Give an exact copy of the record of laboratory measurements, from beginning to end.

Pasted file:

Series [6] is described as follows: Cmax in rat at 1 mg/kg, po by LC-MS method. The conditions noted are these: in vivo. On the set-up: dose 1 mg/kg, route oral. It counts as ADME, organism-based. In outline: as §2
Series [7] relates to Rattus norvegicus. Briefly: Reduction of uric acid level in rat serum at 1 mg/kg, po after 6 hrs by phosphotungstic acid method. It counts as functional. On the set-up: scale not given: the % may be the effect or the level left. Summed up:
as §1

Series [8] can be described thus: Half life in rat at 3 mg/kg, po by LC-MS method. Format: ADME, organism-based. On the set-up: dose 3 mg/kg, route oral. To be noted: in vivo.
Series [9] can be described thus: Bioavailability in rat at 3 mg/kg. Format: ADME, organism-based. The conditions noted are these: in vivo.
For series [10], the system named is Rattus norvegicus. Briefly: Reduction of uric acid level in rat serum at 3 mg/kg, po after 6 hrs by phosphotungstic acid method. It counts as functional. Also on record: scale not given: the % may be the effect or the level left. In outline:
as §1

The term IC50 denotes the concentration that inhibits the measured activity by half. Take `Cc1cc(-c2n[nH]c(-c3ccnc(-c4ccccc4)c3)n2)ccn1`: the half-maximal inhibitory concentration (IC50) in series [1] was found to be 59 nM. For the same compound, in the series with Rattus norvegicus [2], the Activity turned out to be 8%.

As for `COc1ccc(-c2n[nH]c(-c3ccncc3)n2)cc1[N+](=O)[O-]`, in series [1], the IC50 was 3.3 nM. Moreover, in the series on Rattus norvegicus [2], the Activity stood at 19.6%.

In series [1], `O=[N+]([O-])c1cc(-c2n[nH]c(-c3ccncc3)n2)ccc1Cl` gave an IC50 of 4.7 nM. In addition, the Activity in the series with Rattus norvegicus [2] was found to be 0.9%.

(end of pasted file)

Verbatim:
Series [6] is described as follows: Cmax in rat at 1 mg/kg, po by LC-MS method. The conditions noted are these: in vivo. On the set-up: dose 1 mg/kg, route oral. It counts as ADME, organism-based. In outline: as §2
Series [7] relates to Rattus norvegicus. Briefly: Reduction of uric acid level in rat serum at 1 mg/kg, po after 6 hrs by phosphotungstic acid method. It counts as functional. On the set-up: scale not given: the % may be the effect or the level left. Summed up:
as §1

Series [8] can be described thus: Half life in rat at 3 mg/kg, po by LC-MS method. Format: ADME, organism-based. On the set-up: dose 3 mg/kg, route oral. To be noted: in vivo.
Series [9] can be described thus: Bioavailability in rat at 3 mg/kg. Format: ADME, organism-based. The conditions noted are these: in vivo.
For series [10], the system named is Rattus norvegicus. Briefly: Reduction of uric acid level in rat serum at 3 mg/kg, po after 6 hrs by phosphotungstic acid method. It counts as functional. Also on record: scale not given: the % may be the effect or the level left. In outline:
as §1

The term IC50 denotes the concentration that inhibits the measured activity by half. Take `Cc1cc(-c2n[nH]c(-c3ccnc(-c4ccccc4)c3)n2)ccn1`: the half-maximal inhibitory concentration (IC50) in series [1] was found to be 59 nM. For the same compound, in the series with Rattus norvegicus [2], the Activity turned out to be 8%.

As for `COc1ccc(-c2n[nH]c(-c3ccncc3)n2)cc1[N+](=O)[O-]`, in series [1], the IC50 was 3.3 nM. Moreover, in the series on Rattus norvegicus [2], the Activity stood at 19.6%.

In series [1], `O=[N+]([O-])c1cc(-c2n[nH]c(-c3ccncc3)n2)ccc1Cl` gave an IC50 of 4.7 nM. In addition, the Activity in the series with Rattus norvegicus [2] was found to be 0.9%.